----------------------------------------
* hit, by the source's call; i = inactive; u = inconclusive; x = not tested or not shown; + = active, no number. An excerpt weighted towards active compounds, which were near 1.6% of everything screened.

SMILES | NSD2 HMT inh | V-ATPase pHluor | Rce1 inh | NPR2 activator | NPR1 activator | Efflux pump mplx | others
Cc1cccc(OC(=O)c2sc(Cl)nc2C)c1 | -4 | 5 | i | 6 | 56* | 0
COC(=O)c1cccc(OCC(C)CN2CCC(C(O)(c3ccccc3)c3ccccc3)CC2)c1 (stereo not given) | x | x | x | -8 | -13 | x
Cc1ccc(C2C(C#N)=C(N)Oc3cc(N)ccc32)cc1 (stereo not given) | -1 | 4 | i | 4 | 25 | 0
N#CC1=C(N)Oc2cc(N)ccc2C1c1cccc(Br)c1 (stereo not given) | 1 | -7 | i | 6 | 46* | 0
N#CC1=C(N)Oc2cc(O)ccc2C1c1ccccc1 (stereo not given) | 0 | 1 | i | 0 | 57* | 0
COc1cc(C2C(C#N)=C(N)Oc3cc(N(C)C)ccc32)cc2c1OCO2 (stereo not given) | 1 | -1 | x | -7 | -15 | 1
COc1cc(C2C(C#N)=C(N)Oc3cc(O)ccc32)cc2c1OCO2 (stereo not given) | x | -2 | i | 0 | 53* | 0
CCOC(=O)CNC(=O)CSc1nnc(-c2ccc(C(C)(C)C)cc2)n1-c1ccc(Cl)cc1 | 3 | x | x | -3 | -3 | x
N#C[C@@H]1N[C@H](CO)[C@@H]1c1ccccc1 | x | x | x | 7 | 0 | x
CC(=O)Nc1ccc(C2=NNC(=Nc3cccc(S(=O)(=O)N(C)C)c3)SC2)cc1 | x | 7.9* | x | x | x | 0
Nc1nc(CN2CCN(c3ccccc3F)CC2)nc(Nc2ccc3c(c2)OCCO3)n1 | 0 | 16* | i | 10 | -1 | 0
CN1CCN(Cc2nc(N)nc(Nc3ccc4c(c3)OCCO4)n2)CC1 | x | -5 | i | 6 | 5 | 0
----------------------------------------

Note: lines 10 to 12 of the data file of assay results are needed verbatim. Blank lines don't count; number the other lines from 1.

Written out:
CCOC(=O)CNC(=O)CSc1nnc(-c2ccc(C(C)(C)C)cc2)n1-c1ccc(Cl)cc1 | 3 | x | x | -3 | -3 | x
N#C[C@@H]1N[C@H](CO)[C@@H]1c1ccccc1 | x | x | x | 7 | 0 | x
CC(=O)Nc1ccc(C2=NNC(=Nc3cccc(S(=O)(=O)N(C)C)c3)SC2)cc1 | x | 7.9* | x | x | x | 0